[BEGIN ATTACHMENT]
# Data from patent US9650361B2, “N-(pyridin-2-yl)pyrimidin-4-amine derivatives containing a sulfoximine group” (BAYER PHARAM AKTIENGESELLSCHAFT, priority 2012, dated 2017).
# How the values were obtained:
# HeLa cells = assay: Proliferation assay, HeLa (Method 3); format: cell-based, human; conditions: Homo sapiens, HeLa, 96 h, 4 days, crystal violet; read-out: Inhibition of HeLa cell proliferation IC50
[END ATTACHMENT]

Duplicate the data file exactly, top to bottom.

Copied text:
# Data from patent US9650361B2, “N-(pyridin-2-yl)pyrimidin-4-amine derivatives containing a sulfoximine group” (BAYER PHARAM AKTIENGESELLSCHAFT, priority 2012, dated 2017).
# How the values were obtained:
# HeLa cells = assay: Proliferation assay, HeLa (Method 3); format: cell-based, human; conditions: Homo sapiens, HeLa, 96 h, 4 days, crystal violet; read-out: Inhibition of HeLa cell proliferation IC50